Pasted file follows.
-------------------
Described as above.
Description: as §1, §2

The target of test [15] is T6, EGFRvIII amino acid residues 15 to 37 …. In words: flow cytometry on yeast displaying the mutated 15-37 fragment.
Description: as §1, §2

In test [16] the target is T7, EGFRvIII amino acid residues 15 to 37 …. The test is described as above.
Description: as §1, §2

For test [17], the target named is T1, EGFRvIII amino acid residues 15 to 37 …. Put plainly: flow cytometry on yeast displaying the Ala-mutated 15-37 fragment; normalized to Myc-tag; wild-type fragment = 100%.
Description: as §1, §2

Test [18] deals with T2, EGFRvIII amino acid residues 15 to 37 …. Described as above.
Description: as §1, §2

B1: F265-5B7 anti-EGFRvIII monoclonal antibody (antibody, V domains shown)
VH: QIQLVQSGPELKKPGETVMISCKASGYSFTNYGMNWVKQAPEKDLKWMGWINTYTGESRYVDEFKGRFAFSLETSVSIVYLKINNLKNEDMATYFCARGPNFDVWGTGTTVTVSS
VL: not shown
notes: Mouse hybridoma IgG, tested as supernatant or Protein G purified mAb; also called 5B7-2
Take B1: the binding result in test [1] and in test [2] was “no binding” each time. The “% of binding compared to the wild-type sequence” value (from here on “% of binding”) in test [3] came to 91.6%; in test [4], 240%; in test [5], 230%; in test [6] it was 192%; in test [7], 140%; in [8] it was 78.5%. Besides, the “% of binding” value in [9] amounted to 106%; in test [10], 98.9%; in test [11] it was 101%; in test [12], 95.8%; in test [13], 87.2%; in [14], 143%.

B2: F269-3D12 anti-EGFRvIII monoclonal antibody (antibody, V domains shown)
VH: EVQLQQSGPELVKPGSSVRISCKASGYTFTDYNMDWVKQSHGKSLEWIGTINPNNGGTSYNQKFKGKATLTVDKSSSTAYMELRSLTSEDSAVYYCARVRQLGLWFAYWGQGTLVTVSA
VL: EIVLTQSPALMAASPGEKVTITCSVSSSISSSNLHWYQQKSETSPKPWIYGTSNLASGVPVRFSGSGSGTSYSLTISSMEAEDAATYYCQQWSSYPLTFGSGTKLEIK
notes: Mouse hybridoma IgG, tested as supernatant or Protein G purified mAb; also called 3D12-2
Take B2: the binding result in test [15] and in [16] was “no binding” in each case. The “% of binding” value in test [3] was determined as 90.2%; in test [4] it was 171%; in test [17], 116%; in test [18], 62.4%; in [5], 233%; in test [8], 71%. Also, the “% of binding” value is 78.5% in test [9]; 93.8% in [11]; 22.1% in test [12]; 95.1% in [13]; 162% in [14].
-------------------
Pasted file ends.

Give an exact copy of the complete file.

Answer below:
Described as above.
Description: as §1, §2

The target of test [15] is T6, EGFRvIII amino acid residues 15 to 37 …. In words: flow cytometry on yeast displaying the mutated 15-37 fragment.
Description: as §1, §2

In test [16] the target is T7, EGFRvIII amino acid residues 15 to 37 …. The test is described as above.
Description: as §1, §2

For test [17], the target named is T1, EGFRvIII amino acid residues 15 to 37 …. Put plainly: flow cytometry on yeast displaying the Ala-mutated 15-37 fragment; normalized to Myc-tag; wild-type fragment = 100%.
Description: as §1, §2

Test [18] deals with T2, EGFRvIII amino acid residues 15 to 37 …. Described as above.
Description: as §1, §2

B1: F265-5B7 anti-EGFRvIII monoclonal antibody (antibody, V domains shown)
VH: QIQLVQSGPELKKPGETVMISCKASGYSFTNYGMNWVKQAPEKDLKWMGWINTYTGESRYVDEFKGRFAFSLETSVSIVYLKINNLKNEDMATYFCARGPNFDVWGTGTTVTVSS
VL: not shown
notes: Mouse hybridoma IgG, tested as supernatant or Protein G purified mAb; also called 5B7-2
Take B1: the binding result in test [1] and in test [2] was “no binding” each time. The “% of binding compared to the wild-type sequence” value (from here on “% of binding”) in test [3] came to 91.6%; in test [4], 240%; in test [5], 230%; in test [6] it was 192%; in test [7], 140%; in [8] it was 78.5%. Besides, the “% of binding” value in [9] amounted to 106%; in test [10], 98.9%; in test [11] it was 101%; in test [12], 95.8%; in test [13], 87.2%; in [14], 143%.

B2: F269-3D12 anti-EGFRvIII monoclonal antibody (antibody, V domains shown)
VH: EVQLQQSGPELVKPGSSVRISCKASGYTFTDYNMDWVKQSHGKSLEWIGTINPNNGGTSYNQKFKGKATLTVDKSSSTAYMELRSLTSEDSAVYYCARVRQLGLWFAYWGQGTLVTVSA
VL: EIVLTQSPALMAASPGEKVTITCSVSSSISSSNLHWYQQKSETSPKPWIYGTSNLASGVPVRFSGSGSGTSYSLTISSMEAEDAATYYCQQWSSYPLTFGSGTKLEIK
notes: Mouse hybridoma IgG, tested as supernatant or Protein G purified mAb; also called 3D12-2
Take B2: the binding result in test [15] and in [16] was “no binding” in each case. The “% of binding” value in test [3] was determined as 90.2%; in test [4] it was 171%; in test [17], 116%; in test [18], 62.4%; in [5], 233%; in test [8], 71%. Also, the “% of binding” value is 78.5% in test [9]; 93.8% in [11]; 22.1% in test [12]; 95.1% in [13]; 162% in [14].